Jim Payne, no longer wearing his cast or his presentation jersey.
Jim Payne Never Forgot Coach Arnold's Gesture
Stanley Haas claims his life hasn’t been very interesting, but it sounds like the typical American family success, a very popular thing for our generation. Stan lives near Indianapolis, where he and his wife raised one daughter, Denise Kinkead, and a son Paul, who lives in Phoenix. They have three grandchildren. Stan went to the Speed School of Engineering at the University of Louisville. After finishing at U of L, Stan joined Firestone Industrial Products, where he worked as a chemical engineer for 29 years. When you ride on air springs, think of Stan. Not being the retiring type, Stan is still working at Sobongo.com, an Internet shopping site, as a satellite technician. Stanley is the oldest of 11 children, eight of whom graduated from Fern Creek. He worked on a dairy farm throughout high school and also at Winn-Dixie. He was a good student, in the top 10%, and a member of the Beta Club. You asked for comments. I was also an introverted , heavy, nerd in high school and there are many memories of how I was treated at FCHS, but it also helped prepare me for the real world in Engineering school and at Firestone I could choose to just focus on the bad times at FCHS, but I choose to remember the good times. There are so many memories, like Mr. Scearce's physics class, and Mr. Woodside's chemistry class when a student had to stop him from cutting a bar of sodium with a knife and risking an explosion. I remember the football and basketball games against our hated arch-rival Eastern and altercations after the games. Do you remember Cedar Creek drag strip and the unofficial Six Mile Lane drag strip? There are lots of good memories.
Stanley Haas as he appears on Facebook
Young Stanley Hass, with puppy, sits on the threshold with two of his 11 siblings, Bobby and Carol, circa 1948. Stan's father had recently returned from WWII, in the Pacific Theatre.
Family, Church, Work, Stanley Haas Lives The Quintessential American Life
Back in Washington State, following a divorce, I spent some years as a criminal defense attorney, before focusing on mediation. Finally running from the law, I owned an award-winning day spa and later became a higher education academic administrator. For five years, I was the Director of Academic Affairs for the University of Phoenix, Washington State campuses and the Northwest Region. Eight years ago, Deloris, my wife, and I moved to beautiful, bucolic Whidbey Island, about 35 miles north of Seattle. We share our view of Puget Sound with deer, rabbits, eagles, owls, and a myriad other birds and smaller wildlife. For ten years, I’ve been teaching for the University of Phoenix, the last seven almost exclusively in online Doctoral programs. In addition, I own and operate ADR Services, a conflict resolution company, and am a board member of several local community organizations. I’m also CEO of the Northwest Institute of Literary Arts, which offers an MFA degree in Creative Writing and I serve on the board of the Whidbey Institute at Chinook, a learning center which, as our website states “connects the human spirit with the natural world through education, reflection, and experience, liberating the capacity to serve the common good.” Today, much of my personal life is focused on being the primary caregiver for Deloris, who suffered a stroke five years ago. An award winning journalist and writer, she has recovered sufficiently to continue writing the novel she started before the stroke. Writing classes are helping me fashion a memoir from email blogs I’ve been writing about this journey. I love walks on the beach, especially the one which is minutes from our house. Other joys include spending time with friends, cooking and eating, movies, planting golf ball trees by strewing their seeds (golf balls) all over a course, reading trashy mystery novels and travel, especially to warm beaches and exotic Asian locations. Continuing my interest in theater, I’ve been involved for years in local productions of The Vagina Monologues, first as stage manager and then as producer. I’m studying improvisational comedy and performing with Wake Up Laughing, our local improv comedy troupe. My journey these past fifty years may seem somewhat non-traditional and less than linear. While not without disappointments and heartaches, overall it has been fun, educational and very rewarding. I have no complaints. Life is good. It was on to college after Fern Creek graduation. After attending undergrad school at Vanderbilt University, in Nashville, Tennessee and Northwestern University law school in Chicago, I made a short side-trip to Washington, DC, to work for several government agencies. Regaining my senses, I moved to Seattle, and have been living in the wonderful Pacific Northwest since 1970. During a short-lived marriage, I moved to the Republic of Palau, in Micronesia, with my then-wife and her two children. For a year, I ran a law office in the capital and advised the newly elected president and Senate of the Republic on the establishment of their legal system.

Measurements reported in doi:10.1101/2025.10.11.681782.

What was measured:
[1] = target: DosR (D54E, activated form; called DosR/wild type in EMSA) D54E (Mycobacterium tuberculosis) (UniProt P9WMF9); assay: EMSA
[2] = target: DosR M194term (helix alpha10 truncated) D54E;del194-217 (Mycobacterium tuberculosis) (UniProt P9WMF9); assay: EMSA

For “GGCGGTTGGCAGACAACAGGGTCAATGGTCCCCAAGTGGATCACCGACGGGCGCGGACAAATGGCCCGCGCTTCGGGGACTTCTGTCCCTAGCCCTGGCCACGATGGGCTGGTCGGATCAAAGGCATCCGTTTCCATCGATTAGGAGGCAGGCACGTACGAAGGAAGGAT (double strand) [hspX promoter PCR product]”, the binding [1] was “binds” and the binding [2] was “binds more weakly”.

Allan Ament Hasn't Lived Life, He Has Explored It
Biographical Sketches and Photos Supplied by '60 Classmates
Vol. 50, No. 1 FERN CREEK, KENTUCKY - Location of Friendliest School in the County October 3, 2010